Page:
Our goal is to reach 200 signatures and we need more support.

    You can read more and sign the petition here:

    Please share this petition with anyone you think may be interested in signing it.

    Thankyou for your time.

  2. The worst of it all is that CO2 has never shown to be controlling the Earth’s weather, while the evaporation and condensation of water transports vast amounts of the Sun’s energy from the surface back into space. In addition, the tops of clouds reflect 90% of the Sun’s heating Radiation back into space. There is no possible way for the 0.3% of Earth’s atmosphere that is CO2 can do anything like that, since CO2 does not become liquid at all, and can only freeze on Earth, but at minus 209 Degrees Farenheit,that never happens anywhere. What is really happening is being covered up by NOAA and NASA, as they declare year after year of heating that is not happening. Satellite and surface measurements agree (NASA and NOAA’s Own measurements) show no heating since 2003, but they have gone back and lowered their own reported measurements published decades ago and keep raising today’s reports with artificial adjustments to continue their story of Global Warming. What we are seeing, in fact, is a declining in Earth’s temperatures as the Mini Ice Age of 2030-2050 predicted by Theodor Landscheidt, Carl Smith and Geoff Sharp continues to engage. We will need ALL forms of energy just to keep warm, and the production of food away from the equator will decline dramatically. For proofs, and for clear evidence, see and the youtube series Adapt 2030.

  3. The underlying problem is that currently federal legislation prevents States from implementing nuclear power. In SA’s case this is particularly sad because it has some of the world’s richest uranium deposits that could – if not exported- power SA for well over a thousand years

    We are stuck with the crap a deluded pseudo religious phoney Green Movement has landed on us through their minority balance of power in Parliaments

    If they woke up to reality we would have nuclear power stations supported by renewable energy, including hydro – massive amounts of excess power – a booming economy and NO CO2 emissions

    A ship of well meaning fools detrimental to their own aims.

  4. Jackie Rovensky says:

    So Labor were already before the closure of Alinta looking to “take charge of our energy future” according to Koutsantonis. Now that is something they hadn’t mentioned before or was it just another of his smart remarks to cover their miserable management skills.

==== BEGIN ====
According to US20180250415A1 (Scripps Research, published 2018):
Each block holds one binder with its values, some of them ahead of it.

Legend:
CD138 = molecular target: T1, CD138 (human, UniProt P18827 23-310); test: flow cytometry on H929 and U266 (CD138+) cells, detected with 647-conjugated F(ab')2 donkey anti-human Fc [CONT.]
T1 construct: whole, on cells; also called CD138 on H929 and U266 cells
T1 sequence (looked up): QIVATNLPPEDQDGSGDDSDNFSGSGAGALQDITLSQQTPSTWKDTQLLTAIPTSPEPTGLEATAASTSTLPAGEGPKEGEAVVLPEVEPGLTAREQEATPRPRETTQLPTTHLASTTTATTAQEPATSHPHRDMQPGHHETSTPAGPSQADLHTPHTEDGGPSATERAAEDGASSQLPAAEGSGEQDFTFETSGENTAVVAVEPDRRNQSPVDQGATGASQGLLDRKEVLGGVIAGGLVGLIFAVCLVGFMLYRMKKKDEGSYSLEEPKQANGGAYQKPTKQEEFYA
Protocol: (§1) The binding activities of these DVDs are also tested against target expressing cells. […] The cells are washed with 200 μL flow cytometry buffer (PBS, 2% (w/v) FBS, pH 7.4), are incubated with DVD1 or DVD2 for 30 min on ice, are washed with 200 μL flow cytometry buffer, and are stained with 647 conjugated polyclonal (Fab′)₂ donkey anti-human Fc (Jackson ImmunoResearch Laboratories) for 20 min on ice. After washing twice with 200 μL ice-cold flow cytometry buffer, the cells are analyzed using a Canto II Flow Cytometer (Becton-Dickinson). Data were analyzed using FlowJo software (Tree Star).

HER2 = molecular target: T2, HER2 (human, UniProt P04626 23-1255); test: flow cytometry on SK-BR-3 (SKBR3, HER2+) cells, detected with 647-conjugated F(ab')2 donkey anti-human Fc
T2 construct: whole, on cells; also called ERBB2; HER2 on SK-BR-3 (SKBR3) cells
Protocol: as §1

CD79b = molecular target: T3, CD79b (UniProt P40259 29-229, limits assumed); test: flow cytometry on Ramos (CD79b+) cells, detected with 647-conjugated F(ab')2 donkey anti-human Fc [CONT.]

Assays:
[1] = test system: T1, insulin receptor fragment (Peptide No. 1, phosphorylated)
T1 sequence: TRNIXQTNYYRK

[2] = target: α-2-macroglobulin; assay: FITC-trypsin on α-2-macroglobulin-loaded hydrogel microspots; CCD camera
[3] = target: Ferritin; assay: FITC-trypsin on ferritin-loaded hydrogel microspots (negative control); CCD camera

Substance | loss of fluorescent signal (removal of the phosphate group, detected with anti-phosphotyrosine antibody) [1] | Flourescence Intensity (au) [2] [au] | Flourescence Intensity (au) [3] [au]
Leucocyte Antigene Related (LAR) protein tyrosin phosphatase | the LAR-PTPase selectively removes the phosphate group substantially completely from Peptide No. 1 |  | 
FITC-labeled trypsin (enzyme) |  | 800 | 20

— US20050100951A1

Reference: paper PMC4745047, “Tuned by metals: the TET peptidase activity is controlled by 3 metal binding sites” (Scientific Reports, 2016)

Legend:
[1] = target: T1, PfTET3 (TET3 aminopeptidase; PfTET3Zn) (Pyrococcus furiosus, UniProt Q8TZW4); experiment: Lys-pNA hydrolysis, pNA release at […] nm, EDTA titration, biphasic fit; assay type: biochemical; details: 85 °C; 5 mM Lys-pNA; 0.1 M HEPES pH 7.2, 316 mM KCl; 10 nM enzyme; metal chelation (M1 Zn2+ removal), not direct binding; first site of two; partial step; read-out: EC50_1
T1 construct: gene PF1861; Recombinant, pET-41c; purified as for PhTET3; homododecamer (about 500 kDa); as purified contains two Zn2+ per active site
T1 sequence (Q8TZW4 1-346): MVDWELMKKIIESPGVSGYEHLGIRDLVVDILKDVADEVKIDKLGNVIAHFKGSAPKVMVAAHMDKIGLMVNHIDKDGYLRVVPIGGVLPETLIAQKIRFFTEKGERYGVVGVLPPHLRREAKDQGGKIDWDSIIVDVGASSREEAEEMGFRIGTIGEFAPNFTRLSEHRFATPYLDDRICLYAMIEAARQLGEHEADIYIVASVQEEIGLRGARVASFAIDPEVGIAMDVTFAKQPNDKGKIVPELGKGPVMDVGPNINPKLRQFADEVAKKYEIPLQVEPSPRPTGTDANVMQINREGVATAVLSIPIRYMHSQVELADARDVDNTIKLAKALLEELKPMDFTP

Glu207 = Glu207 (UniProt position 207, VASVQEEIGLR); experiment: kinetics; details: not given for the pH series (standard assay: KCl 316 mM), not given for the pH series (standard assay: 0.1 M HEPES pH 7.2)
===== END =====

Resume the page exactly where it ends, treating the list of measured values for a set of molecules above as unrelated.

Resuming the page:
All this rubbish about if they were to keep Alinta open it would smother other forms of energy production coming into the market – what a load of old codswallop.
    None came in after it closed UNTIL Weatherill and his party of no sense decided they just had to accept Gas, solar, solar thermal and battery’s were needed to keep the power on. With Gas as the base-load producer.
    It should be remembered that Solar Thermal was being discussed and seeking approval and assistance even before Alinta shut down, but Weatherill etc did not support or encourage it.
    You need to wonder why they continued to sideline anything but Wind – actually you don’t need to wonder you just have to look at the history of Wind in SA, its been the ‘chosen one’ from the start, the one that Minister Rau changed the Planning Regulations for, the one that this State Government ensured no opposition to it would be acceptable, it’s how Rann went into a rage in Parliament when he heard the ERD court had stopped a wind project in the SE and it should be remembered that Rann had to declare a conflict of interest in another project, due to a family member being involved in the industry, and another had apparently been involved in another one – no declaration there though.
    It’s time this lot of churlish wasters accepted they have sent this wonderful State into a downward spiral that will take many years to recover from and there is no one to blame but themselves.

  5. Reblogged this on Climatism and commented:
    The title says it all.

    Disgraceful abuse of hard-working taxpayers money.

    And yet another great example of how “green centralised planning” has catastrophically failed, just like “economic centralised planning” has failed communist/socialist states gone by.

    How much more of *other people’s money* will it take for the eco-loons to realise that their climate-obsessed ideology and subsequent energy solutions are defunct?

  6. One can only ask why the people of SA are not marching thru the streets in protest against this whole debacle? When the majority stay quiet & do nothing, the minority push thru with their agenda. We are seeing this time & again with various situations in Australia & it’s probably time to make a real noise!!
    Thank you STT for continuing to bring the truth out in regards to wind power & the corruption & lies that continue to be fed to the population. Thankfully more people are realising that they have been fed a banquet of lies. One can only hope & pray that honesty prevails as the truth keeps being revealed.